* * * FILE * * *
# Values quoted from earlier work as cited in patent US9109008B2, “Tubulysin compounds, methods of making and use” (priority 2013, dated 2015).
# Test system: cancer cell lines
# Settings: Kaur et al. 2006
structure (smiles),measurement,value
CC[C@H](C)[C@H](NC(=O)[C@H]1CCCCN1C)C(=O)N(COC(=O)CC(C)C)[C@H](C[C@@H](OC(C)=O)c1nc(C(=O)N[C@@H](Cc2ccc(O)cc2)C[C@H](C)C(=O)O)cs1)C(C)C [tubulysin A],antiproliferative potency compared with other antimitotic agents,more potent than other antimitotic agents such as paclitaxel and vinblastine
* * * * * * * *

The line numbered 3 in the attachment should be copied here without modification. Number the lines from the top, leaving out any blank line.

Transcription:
# Settings: Kaur et al. 2006